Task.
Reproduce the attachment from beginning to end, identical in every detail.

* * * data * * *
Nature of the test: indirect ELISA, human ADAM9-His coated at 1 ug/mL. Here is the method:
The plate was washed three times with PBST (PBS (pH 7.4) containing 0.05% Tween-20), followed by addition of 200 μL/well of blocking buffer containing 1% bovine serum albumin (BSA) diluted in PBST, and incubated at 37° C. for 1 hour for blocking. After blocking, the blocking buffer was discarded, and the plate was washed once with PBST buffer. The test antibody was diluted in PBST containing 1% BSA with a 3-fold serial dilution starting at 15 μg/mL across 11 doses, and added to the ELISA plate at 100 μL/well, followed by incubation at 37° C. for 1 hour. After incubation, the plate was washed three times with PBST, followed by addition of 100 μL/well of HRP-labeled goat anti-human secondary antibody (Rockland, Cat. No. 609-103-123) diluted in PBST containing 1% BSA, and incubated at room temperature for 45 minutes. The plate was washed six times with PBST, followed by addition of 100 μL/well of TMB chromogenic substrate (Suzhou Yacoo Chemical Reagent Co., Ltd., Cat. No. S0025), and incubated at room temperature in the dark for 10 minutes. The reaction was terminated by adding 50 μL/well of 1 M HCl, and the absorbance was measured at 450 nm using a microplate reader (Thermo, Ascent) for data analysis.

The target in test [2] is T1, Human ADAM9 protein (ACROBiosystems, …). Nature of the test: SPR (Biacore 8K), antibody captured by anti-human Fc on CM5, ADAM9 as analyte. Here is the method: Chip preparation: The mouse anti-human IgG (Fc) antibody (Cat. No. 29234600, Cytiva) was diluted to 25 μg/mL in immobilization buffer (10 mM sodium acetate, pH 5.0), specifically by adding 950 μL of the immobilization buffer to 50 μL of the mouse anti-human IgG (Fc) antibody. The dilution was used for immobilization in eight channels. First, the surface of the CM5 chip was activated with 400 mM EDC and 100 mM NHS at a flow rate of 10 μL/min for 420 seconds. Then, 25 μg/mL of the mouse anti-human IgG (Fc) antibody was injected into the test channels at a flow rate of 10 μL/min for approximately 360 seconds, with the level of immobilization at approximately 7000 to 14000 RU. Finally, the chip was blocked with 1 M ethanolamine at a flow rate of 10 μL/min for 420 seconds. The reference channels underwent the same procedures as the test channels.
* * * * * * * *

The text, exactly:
Nature of the test: indirect ELISA, human ADAM9-His coated at 1 ug/mL. Here is the method:
The plate was washed three times with PBST (PBS (pH 7.4) containing 0.05% Tween-20), followed by addition of 200 μL/well of blocking buffer containing 1% bovine serum albumin (BSA) diluted in PBST, and incubated at 37° C. for 1 hour for blocking. After blocking, the blocking buffer was discarded, and the plate was washed once with PBST buffer. The test antibody was diluted in PBST containing 1% BSA with a 3-fold serial dilution starting at 15 μg/mL across 11 doses, and added to the ELISA plate at 100 μL/well, followed by incubation at 37° C. for 1 hour. After incubation, the plate was washed three times with PBST, followed by addition of 100 μL/well of HRP-labeled goat anti-human secondary antibody (Rockland, Cat. No. 609-103-123) diluted in PBST containing 1% BSA, and incubated at room temperature for 45 minutes. The plate was washed six times with PBST, followed by addition of 100 μL/well of TMB chromogenic substrate (Suzhou Yacoo Chemical Reagent Co., Ltd., Cat. No. S0025), and incubated at room temperature in the dark for 10 minutes. The reaction was terminated by adding 50 μL/well of 1 M HCl, and the absorbance was measured at 450 nm using a microplate reader (Thermo, Ascent) for data analysis.

The target in test [2] is T1, Human ADAM9 protein (ACROBiosystems, …). Nature of the test: SPR (Biacore 8K), antibody captured by anti-human Fc on CM5, ADAM9 as analyte. Here is the method: Chip preparation: The mouse anti-human IgG (Fc) antibody (Cat. No. 29234600, Cytiva) was diluted to 25 μg/mL in immobilization buffer (10 mM sodium acetate, pH 5.0), specifically by adding 950 μL of the immobilization buffer to 50 μL of the mouse anti-human IgG (Fc) antibody. The dilution was used for immobilization in eight channels. First, the surface of the CM5 chip was activated with 400 mM EDC and 100 mM NHS at a flow rate of 10 μL/min for 420 seconds. Then, 25 μg/mL of the mouse anti-human IgG (Fc) antibody was injected into the test channels at a flow rate of 10 μL/min for approximately 360 seconds, with the level of immobilization at approximately 7000 to 14000 RU. Finally, the chip was blocked with 1 M ethanolamine at a flow rate of 10 μL/min for 420 seconds. The reference channels underwent the same procedures as the test channels.